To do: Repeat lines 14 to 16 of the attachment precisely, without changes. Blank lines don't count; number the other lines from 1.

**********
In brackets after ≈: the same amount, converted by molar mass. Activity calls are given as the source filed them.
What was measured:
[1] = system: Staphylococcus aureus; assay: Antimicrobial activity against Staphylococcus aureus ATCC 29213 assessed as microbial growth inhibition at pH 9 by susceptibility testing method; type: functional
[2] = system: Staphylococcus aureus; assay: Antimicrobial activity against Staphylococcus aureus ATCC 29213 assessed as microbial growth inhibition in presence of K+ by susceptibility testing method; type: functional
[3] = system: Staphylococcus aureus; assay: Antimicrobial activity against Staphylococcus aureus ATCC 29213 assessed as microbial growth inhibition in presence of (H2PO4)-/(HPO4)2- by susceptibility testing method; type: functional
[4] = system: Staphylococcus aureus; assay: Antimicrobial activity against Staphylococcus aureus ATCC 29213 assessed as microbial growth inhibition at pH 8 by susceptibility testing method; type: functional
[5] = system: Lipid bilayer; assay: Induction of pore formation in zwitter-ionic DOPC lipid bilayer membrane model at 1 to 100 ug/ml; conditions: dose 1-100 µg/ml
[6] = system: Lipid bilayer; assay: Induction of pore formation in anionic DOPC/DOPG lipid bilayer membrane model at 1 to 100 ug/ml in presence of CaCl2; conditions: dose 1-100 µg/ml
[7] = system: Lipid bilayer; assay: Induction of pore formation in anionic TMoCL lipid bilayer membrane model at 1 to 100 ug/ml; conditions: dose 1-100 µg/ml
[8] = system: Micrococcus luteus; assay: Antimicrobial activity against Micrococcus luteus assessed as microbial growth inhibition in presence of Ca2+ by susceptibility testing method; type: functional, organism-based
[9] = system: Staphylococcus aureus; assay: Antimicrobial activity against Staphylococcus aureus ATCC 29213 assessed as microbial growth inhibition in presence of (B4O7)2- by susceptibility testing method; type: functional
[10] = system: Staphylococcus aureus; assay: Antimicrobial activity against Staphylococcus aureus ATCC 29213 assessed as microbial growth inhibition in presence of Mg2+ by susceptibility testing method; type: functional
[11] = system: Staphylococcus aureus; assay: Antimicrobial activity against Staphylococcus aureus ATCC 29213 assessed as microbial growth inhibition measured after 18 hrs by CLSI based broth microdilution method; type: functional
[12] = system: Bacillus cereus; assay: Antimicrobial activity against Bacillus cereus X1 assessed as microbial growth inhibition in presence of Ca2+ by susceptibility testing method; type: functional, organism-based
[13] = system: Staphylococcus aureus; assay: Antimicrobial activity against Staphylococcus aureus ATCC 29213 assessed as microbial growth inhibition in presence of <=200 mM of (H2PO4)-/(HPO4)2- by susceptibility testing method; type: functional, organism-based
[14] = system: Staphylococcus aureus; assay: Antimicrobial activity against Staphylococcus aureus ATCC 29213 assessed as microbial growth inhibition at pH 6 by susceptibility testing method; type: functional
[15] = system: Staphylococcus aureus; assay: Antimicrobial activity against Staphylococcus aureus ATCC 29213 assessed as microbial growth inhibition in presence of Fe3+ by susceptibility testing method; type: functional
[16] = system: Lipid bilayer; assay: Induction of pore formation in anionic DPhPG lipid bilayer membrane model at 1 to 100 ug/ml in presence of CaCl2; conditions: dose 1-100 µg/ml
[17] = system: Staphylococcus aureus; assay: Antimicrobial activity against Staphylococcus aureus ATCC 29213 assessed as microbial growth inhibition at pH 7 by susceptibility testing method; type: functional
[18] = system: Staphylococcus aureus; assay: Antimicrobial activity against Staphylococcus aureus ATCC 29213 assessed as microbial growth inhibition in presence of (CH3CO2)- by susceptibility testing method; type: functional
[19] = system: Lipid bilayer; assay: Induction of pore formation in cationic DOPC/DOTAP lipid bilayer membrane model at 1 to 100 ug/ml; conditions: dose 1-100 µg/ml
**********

[12] = system: Bacillus cereus; assay: Antimicrobial activity against Bacillus cereus X1 assessed as microbial growth inhibition in presence of Ca2+ by susceptibility testing method; type: functional, organism-based
[13] = system: Staphylococcus aureus; assay: Antimicrobial activity against Staphylococcus aureus ATCC 29213 assessed as microbial growth inhibition in presence of <=200 mM of (H2PO4)-/(HPO4)2- by susceptibility testing method; type: functional, organism-based
[14] = system: Staphylococcus aureus; assay: Antimicrobial activity against Staphylococcus aureus ATCC 29213 assessed as microbial growth inhibition at pH 6 by susceptibility testing method; type: functional